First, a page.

President Obama has been in Asia the past few days. His trip has widely been seen as an effort to “shore up” American interests in the region. Containment of China’s growing power appears to be the name of the game. The trip was capped with a a somewhat surprise meeting between Mr. Obama and the Chinese Prime Minister Wen Jiabao.
To understand the worries and discussions surrounding this trip (and in many ways the constant unspoken in world politics), take a look at this chart:
What it depicts is simple and stunning. Unless things change rapidly, the United States (like Britain before it) will be overtaken as the leading world nation. The direction of the chart isn’t even subtle. China’s rise seems steep and our decline equally so.
Hence the concern and potential return to Cold War actions and language like “containment.” From a very real point of view, nascent Chinese imperial endeavors could become quite dangerous to the United States in the very near future. The situation is a fluid one with a constantly changing set of variables.
If both the Chinese and we Americans continue on our current path, it seems clear that China will overtake us a the most dominant global power by mid-century. However, this is dependent upon much of what is happening now continuing on in the same fashion. If the economic situation in Europe completely deteriorates, the effects would be catastrophic…and somewhat unpredictable. If China goes through a revolution (always a possibility in a repressive state), there are questions to be asked as well.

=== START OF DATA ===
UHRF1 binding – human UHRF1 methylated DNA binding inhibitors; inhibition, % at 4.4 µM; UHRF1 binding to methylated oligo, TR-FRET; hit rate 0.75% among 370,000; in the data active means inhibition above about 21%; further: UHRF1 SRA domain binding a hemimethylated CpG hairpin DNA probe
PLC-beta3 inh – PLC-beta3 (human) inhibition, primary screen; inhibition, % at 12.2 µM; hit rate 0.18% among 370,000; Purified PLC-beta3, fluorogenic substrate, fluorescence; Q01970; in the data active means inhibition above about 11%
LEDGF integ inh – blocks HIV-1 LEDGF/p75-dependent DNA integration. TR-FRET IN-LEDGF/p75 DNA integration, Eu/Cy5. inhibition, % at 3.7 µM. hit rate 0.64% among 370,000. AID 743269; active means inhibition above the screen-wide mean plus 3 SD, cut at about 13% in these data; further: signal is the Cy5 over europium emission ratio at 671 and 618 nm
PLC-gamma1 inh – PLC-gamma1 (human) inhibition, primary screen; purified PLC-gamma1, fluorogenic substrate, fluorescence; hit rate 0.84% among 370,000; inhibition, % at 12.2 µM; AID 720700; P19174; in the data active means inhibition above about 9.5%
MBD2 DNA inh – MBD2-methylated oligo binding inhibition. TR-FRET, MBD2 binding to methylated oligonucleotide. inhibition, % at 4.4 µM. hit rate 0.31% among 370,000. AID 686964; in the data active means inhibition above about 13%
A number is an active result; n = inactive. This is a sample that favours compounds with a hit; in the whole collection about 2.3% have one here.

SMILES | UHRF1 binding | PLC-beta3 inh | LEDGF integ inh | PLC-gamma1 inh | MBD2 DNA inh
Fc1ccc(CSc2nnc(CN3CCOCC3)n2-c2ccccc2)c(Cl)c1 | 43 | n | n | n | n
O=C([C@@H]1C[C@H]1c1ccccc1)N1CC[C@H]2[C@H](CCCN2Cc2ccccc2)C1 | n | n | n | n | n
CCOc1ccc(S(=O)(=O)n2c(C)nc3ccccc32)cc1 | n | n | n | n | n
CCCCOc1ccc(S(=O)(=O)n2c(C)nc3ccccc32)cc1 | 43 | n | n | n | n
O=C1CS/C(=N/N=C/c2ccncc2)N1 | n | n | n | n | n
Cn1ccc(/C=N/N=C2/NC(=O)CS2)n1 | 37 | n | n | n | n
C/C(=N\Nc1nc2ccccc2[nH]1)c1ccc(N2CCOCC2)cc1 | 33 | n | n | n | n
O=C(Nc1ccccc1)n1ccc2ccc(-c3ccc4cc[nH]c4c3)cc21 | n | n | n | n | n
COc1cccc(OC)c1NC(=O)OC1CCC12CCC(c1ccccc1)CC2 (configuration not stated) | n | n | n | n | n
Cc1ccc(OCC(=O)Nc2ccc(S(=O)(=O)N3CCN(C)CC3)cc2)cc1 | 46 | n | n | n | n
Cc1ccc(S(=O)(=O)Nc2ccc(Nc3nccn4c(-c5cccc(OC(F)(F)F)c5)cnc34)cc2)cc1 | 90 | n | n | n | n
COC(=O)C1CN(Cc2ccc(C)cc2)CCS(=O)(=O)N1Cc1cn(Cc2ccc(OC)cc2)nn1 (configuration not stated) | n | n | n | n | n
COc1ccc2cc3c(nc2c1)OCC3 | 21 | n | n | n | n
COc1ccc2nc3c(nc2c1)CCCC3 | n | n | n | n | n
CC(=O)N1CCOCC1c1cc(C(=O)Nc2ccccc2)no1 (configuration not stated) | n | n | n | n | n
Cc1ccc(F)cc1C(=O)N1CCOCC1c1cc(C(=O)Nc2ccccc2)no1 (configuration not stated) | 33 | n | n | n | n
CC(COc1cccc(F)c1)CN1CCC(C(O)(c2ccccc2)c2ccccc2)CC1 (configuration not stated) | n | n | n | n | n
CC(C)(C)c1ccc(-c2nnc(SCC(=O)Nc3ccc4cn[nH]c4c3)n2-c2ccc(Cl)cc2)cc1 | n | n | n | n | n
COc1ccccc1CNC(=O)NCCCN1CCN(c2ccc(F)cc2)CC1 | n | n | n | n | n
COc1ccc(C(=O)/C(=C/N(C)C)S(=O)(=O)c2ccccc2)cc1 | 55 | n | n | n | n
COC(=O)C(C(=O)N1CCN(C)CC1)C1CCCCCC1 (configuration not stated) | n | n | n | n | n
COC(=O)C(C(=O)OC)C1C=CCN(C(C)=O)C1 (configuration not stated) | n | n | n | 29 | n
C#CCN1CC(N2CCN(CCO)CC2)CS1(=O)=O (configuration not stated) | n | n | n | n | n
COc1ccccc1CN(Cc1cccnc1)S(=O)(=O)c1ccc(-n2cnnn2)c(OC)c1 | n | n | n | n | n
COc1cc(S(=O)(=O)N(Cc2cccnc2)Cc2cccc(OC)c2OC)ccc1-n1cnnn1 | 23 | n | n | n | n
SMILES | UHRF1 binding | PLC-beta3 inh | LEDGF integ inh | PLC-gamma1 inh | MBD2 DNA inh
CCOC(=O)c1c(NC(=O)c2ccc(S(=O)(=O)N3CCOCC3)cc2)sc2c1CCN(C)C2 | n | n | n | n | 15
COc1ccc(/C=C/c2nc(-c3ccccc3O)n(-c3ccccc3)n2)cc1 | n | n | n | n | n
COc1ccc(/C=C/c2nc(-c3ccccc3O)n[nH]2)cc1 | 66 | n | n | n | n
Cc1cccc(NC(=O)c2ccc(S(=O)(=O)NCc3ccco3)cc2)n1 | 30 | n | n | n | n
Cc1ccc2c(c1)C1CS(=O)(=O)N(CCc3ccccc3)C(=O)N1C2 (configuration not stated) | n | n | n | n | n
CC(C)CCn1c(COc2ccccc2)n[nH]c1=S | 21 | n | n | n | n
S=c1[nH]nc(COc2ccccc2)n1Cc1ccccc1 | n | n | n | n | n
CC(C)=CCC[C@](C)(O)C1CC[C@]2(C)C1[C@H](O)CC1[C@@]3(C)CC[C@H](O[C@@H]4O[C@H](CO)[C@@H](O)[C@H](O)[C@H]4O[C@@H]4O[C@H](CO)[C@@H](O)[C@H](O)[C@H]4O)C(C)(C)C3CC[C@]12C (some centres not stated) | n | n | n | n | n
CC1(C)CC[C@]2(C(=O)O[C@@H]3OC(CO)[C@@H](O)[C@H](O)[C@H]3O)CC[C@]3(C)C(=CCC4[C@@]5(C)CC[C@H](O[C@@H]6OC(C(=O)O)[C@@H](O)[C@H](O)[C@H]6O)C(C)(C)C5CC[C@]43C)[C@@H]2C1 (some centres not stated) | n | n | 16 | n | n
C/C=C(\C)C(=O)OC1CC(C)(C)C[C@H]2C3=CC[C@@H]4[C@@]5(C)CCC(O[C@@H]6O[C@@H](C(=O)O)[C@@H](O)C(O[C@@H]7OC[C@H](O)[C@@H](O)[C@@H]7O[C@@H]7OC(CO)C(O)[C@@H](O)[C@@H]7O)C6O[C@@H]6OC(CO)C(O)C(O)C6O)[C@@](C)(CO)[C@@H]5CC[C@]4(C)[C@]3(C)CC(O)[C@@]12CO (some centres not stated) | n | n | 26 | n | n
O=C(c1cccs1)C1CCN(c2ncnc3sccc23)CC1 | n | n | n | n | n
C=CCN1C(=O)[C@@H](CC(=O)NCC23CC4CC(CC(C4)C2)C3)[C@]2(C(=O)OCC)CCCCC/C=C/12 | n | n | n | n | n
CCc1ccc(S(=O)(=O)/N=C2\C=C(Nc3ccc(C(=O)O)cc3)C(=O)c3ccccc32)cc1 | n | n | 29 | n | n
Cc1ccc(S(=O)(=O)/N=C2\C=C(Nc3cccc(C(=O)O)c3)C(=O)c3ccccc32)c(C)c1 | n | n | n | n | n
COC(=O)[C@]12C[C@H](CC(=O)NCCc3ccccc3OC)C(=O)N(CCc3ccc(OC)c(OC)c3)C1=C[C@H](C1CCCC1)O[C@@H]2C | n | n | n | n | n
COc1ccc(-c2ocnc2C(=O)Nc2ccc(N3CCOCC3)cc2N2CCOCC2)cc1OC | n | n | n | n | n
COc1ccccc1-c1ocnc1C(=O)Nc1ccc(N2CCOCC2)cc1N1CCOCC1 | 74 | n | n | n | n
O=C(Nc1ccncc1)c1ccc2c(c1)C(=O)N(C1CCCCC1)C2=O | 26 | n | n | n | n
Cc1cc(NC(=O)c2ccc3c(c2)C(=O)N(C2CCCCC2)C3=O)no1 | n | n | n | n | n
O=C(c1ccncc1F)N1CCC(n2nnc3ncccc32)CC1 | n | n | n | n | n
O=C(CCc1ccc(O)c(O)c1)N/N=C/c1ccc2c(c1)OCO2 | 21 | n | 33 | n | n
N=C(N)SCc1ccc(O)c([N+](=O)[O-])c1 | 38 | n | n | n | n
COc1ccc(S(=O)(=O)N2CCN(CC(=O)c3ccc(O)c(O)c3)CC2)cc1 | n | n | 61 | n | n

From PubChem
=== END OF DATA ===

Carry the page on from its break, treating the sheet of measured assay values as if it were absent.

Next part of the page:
We’ve all heard fears that China seeks to take over or dominate the entire globe, and perhaps this is the case. Yet, as I once heard said, there is also the force of history here–something very powerful in the Middle Kingdom. China, quite simply, has never been aggressively imperialistic in its long history. It has been content with securing its borders and interests and getting everyone to leave it alone. Fears of imperialism may then be overblown.
But in a world of growing population and dwindling resources, China’s desires for self-support and protection often mean looking beyond its own borders. Intentional or not, China is a global power. How we interact with them will important.
There’s always the Austin Powers approach:
For more on American power and our emerging world, Slate’s blog The Reckoning.